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Old 09-28-2010, 01:39 AM   #1
NicoBxl
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Default blast hit problem

Hi,

I've a problem with a blast alignment (blast2 -p blastn or blastall -p blastn or megablast )

When I align a fasta file with about 3M sequences ( ~ 20 nt each sequence ) with a DB, I don't have any good alignment. But if I take a little sample of the sequences in the fasta file ( ~ 100 sequences ) , I have a few very good alignment ( ID = ~100% and e-value < 1e-5 )

I don't understand how this can occur ?

Anybody knows how to solve this problem ?

Thanks,

Nicolas
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Old 09-28-2010, 12:18 PM   #2
malachig
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Default

That is strange. In the past I have used BLAST to align blocks of 500,000 to 1 million reads to various databases (not the whole genome, but transcriptome or junction databases). In that scenario I used the '-m 8' option to produce tabular output, and filtered it as a stream to remove alignments below a specified score. If you do not do this, the output files can be massive (because BLAST reports all multi-match hits). Is it possible that you are producing a massive file that consumes all your disk space. Does the job actually run to completion? Remember that the output is buffered so it can take a while before anything gets written to disk if you have a large number of reads but only a small number of alignments being found, this effect could be exaggerated.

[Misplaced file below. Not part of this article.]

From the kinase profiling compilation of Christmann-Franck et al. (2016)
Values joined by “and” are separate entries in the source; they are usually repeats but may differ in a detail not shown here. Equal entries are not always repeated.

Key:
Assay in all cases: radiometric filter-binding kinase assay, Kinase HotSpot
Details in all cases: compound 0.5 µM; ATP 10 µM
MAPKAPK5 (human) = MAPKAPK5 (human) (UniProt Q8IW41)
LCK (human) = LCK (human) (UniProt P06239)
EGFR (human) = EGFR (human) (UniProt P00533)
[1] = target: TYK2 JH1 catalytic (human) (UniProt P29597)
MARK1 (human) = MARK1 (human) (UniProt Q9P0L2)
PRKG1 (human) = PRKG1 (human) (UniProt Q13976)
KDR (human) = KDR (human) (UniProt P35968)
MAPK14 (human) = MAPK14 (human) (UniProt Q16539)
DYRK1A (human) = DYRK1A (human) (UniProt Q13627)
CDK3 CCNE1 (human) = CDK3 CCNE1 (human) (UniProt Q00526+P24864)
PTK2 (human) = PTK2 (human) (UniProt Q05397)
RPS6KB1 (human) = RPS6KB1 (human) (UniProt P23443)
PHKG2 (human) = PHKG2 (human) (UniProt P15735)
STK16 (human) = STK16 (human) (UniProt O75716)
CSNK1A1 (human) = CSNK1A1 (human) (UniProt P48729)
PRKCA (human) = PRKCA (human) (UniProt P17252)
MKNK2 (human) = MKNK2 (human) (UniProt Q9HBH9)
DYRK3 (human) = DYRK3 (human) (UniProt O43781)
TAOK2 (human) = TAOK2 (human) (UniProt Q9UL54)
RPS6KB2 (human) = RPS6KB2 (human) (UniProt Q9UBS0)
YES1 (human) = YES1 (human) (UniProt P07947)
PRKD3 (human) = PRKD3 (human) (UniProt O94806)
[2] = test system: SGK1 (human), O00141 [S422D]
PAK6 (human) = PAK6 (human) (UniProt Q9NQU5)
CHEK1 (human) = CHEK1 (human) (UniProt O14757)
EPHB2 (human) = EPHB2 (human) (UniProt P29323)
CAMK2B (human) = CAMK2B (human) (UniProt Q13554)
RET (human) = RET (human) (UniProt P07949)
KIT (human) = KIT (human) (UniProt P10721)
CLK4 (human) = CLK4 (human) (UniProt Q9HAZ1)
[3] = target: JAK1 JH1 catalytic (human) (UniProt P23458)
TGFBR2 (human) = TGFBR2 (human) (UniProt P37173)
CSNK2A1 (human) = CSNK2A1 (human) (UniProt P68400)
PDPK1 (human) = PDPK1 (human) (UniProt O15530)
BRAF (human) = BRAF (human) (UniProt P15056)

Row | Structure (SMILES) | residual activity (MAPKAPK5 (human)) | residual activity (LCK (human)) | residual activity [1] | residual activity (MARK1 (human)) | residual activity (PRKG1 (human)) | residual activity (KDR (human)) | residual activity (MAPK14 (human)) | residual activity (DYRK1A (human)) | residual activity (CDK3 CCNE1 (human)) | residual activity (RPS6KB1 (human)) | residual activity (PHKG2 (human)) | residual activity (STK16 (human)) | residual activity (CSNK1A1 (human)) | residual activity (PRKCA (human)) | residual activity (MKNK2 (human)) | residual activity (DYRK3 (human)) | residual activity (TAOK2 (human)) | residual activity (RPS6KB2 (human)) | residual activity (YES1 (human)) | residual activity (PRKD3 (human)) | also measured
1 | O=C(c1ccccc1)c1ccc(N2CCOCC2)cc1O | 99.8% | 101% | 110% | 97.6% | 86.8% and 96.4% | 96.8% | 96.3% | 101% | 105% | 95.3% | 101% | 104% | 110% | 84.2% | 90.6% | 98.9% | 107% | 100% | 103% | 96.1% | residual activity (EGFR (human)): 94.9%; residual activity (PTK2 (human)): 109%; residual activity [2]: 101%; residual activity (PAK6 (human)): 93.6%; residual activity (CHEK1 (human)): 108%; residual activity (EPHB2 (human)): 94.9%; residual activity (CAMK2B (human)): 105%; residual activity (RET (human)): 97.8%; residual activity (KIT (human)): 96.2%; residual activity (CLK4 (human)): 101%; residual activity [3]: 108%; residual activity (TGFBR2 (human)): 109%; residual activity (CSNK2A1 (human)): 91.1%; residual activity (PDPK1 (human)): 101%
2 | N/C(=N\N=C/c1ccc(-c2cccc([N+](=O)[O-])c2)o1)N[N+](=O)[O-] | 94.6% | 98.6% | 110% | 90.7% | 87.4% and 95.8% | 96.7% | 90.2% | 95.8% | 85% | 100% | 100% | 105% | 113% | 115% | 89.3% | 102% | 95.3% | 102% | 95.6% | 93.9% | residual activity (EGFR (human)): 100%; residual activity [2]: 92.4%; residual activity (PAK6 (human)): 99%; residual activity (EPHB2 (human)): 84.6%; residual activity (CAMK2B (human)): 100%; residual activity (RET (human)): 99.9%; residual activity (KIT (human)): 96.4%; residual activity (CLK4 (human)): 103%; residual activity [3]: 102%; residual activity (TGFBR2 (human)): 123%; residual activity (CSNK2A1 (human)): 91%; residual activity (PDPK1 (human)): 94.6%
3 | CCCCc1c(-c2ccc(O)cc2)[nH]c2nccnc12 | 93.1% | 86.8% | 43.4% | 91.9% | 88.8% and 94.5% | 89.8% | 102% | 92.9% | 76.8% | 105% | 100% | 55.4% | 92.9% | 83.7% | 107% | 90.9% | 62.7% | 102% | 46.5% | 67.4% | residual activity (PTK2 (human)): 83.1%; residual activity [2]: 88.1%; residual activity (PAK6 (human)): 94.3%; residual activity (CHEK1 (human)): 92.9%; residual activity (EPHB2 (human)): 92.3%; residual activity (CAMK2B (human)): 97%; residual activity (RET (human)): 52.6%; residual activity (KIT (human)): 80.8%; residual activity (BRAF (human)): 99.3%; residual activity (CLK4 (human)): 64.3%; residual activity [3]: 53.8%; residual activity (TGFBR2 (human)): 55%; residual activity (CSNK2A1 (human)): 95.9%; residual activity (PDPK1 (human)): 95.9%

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Old 10-02-2010, 06:55 PM   #3
Torst
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Default

Quote:
Originally Posted by NicoBxl View Post
When I align a fasta file with about 3M sequences ( ~ 20 nt each sequence ) with a DB, I don't have any good alignment. But if I take a little sample of the sequences in the fasta file ( ~ 100 sequences ) , I have a few very good alignment ( ID = ~100% and e-value < 1e-5 )
Older BLAST engines aligned each input sequence one by one, and wrote the result into the output file. Newer BLAST iterate over large chunks of the input to avoid scanning the whole database for each query sequence. Sometimes it can take hours before any output will be written.

Are you letting BLAST finish running first?
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